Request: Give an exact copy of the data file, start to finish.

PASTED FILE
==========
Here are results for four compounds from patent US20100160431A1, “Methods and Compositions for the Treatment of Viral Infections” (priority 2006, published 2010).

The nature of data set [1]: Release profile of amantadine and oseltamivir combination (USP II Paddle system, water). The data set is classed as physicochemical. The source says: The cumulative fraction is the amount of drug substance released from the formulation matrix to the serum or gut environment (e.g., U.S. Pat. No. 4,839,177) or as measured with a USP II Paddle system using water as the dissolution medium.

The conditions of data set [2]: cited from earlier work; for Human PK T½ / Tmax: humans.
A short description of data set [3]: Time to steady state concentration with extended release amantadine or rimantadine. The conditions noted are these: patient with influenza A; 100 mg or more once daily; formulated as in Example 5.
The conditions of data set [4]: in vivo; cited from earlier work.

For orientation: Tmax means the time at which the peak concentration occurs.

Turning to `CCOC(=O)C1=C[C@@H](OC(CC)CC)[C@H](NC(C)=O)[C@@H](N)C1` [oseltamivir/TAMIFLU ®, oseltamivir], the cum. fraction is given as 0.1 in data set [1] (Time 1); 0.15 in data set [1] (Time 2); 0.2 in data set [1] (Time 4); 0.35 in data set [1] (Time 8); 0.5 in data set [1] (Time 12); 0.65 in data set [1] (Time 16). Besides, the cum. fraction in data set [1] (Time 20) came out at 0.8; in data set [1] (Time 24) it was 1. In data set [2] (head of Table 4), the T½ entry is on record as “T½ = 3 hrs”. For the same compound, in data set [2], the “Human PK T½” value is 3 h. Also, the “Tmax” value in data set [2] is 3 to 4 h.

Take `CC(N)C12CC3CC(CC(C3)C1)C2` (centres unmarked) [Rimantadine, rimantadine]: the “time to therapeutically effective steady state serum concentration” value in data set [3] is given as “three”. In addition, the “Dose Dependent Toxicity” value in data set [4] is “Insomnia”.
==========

Here are results for four compounds from patent US20100160431A1, “Methods and Compositions for the Treatment of Viral Infections” (priority 2006, published 2010).

The nature of data set [1]: Release profile of amantadine and oseltamivir combination (USP II Paddle system, water). The data set is classed as physicochemical. The source says: The cumulative fraction is the amount of drug substance released from the formulation matrix to the serum or gut environment (e.g., U.S. Pat. No. 4,839,177) or as measured with a USP II Paddle system using water as the dissolution medium.

The conditions of data set [2]: cited from earlier work; for Human PK T½ / Tmax: humans.
A short description of data set [3]: Time to steady state concentration with extended release amantadine or rimantadine. The conditions noted are these: patient with influenza A; 100 mg or more once daily; formulated as in Example 5.
The conditions of data set [4]: in vivo; cited from earlier work.

For orientation: Tmax means the time at which the peak concentration occurs.

Turning to `CCOC(=O)C1=C[C@@H](OC(CC)CC)[C@H](NC(C)=O)[C@@H](N)C1` [oseltamivir/TAMIFLU ®, oseltamivir], the cum. fraction is given as 0.1 in data set [1] (Time 1); 0.15 in data set [1] (Time 2); 0.2 in data set [1] (Time 4); 0.35 in data set [1] (Time 8); 0.5 in data set [1] (Time 12); 0.65 in data set [1] (Time 16). Besides, the cum. fraction in data set [1] (Time 20) came out at 0.8; in data set [1] (Time 24) it was 1. In data set [2] (head of Table 4), the T½ entry is on record as “T½ = 3 hrs”. For the same compound, in data set [2], the “Human PK T½” value is 3 h. Also, the “Tmax” value in data set [2] is 3 to 4 h.

Take `CC(N)C12CC3CC(CC(C3)C1)C2` (centres unmarked) [Rimantadine, rimantadine]: the “time to therapeutically effective steady state serum concentration” value in data set [3] is given as “three”. In addition, the “Dose Dependent Toxicity” value in data set [4] is “Insomnia”.